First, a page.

Michael Robinson

The Analog Session
Black Mental vs L. H. Path
Dewa Budjana
Cam Butler
Caragnano & Dozzy
D'Onofrio & Lyn
Dronelock and Ontal
Harris Eisenstadt
The Eye Of Time
Kit Wilmans Fegradoe
Forrest Fang
Godspeed You! Black E.
Wayne Horvitz
Oscar Mulero
M. Ostermeier
Eliesha Nelson
Piano Interrupted
Bruno Sanfilippo
Martin Schulte
Patrice Scott
Soft Machine
Matt Starling
Mark Wingfield
Toshiyuki Yasuda

Compilations / Mixes
BamaLoveSoul On Deck 3
Embark 05
Nummer Eins

EPs / Cassettes / DVDs / Mini-Albums / Singles
Dominik Eulberg
Jones & Gregson
Soul Clap / Sphynx
Andrew Weathers
Jeremy Young

Re-UP: Nelcorpo

Though Re-UP's surnames-shy duo Leo and Omar have been working together for more than fifteen years, Nelcorpo is, surprisingly, their debut album. Making a reasonably appealing argument on behalf of their Re-UP project, the Italian producers have fashioned a dozen tracks into a flowing mix format that establishes the character of a carefully considered club set.

Sneaking up on the listener, Nelcorpo begins inauspiciously, coming surreptitiously into view and easing the listener into Re-UP's propulsive soundworld. The brief opener “Concrethereal” teases the ear with wisps of melody and rhythm before “Aju Paraplu” firms things up with a tight 4/4 pulse and trippy atmospheric touches; five minutes into the fifty-six-minute set, the listener is already locked into the duo's cozily seductive blend of house and techno.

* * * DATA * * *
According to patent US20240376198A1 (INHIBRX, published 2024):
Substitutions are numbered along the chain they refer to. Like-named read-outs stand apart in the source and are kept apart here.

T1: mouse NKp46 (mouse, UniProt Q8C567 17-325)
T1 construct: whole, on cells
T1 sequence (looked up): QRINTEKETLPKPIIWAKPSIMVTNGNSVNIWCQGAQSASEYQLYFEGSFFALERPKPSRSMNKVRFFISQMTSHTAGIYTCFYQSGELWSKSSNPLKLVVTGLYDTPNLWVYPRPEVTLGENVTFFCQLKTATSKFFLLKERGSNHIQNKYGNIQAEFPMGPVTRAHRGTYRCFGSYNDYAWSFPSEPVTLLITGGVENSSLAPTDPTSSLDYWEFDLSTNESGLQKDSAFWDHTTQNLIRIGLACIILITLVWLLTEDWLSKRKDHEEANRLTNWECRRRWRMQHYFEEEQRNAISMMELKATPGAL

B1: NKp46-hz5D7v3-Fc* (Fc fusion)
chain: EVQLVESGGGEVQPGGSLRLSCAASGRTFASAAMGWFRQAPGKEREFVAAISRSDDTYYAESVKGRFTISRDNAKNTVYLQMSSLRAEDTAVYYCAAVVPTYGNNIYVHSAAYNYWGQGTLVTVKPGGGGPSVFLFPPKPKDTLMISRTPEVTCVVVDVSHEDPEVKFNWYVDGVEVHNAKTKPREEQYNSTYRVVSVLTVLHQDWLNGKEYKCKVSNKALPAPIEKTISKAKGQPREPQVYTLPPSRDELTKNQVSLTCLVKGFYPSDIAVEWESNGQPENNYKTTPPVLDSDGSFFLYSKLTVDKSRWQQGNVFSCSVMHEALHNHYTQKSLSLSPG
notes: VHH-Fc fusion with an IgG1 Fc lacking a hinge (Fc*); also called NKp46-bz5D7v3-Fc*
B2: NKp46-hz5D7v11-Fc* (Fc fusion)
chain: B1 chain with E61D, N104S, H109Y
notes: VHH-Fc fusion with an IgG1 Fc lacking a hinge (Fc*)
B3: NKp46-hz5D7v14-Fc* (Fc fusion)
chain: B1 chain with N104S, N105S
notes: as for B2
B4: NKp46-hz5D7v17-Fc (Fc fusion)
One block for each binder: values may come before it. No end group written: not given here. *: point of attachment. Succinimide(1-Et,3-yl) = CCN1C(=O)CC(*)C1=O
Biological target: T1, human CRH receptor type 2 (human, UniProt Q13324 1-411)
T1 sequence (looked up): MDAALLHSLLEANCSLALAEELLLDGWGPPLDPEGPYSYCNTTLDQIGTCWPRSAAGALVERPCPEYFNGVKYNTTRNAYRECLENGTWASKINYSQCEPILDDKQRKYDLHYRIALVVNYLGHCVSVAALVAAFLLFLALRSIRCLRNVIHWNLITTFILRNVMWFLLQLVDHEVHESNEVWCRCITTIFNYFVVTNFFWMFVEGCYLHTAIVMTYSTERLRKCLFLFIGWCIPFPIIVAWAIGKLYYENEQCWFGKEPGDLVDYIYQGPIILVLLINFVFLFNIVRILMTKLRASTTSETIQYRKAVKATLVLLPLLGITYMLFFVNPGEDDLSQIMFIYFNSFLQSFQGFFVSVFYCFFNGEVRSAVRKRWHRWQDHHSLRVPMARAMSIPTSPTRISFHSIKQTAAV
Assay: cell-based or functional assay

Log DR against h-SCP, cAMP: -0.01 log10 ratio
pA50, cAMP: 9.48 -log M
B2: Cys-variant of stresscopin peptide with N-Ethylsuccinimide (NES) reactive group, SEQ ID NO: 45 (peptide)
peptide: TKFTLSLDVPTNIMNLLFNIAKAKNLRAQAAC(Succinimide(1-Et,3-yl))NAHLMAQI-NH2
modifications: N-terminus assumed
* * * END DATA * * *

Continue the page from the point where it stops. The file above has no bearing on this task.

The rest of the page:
Eschewing histrionics, the mix opts instead for understatement, and in doing so Nelcorpo feels rather like a physical embodiment of the club experience in the way it builds slowly and intensifies gradually. A typical tracks sees a stripped-down techno groove beefed up with a deep bass throb and sprinkled with various kinds of ear candy, such as percussive detail, dubby chords, and blurry voice-overs (typical of their character is the one in “Tribute,” which seemingly presents the dry musings of a scientific researcher on the effects of music on the listener).

Lean on hooks Nelcorpo might be, but it's also hard to deny the slinky snap'n'thrust of hard-groovers such as “6AM,” “Each Sense,” and “Two in a Row”; there's no shortage of jump (and even a bit of funk) in these jams. And so while no one will come away from Nelcorpo whistling one of its melodies, one does come away from it impressed by Re-UP's skilful handling of groove and pacing. The recording's amelodic character and restrained rhythmic design make it an excellent choice as both background music for a home party and as early mood-setting material at the club.

April 2015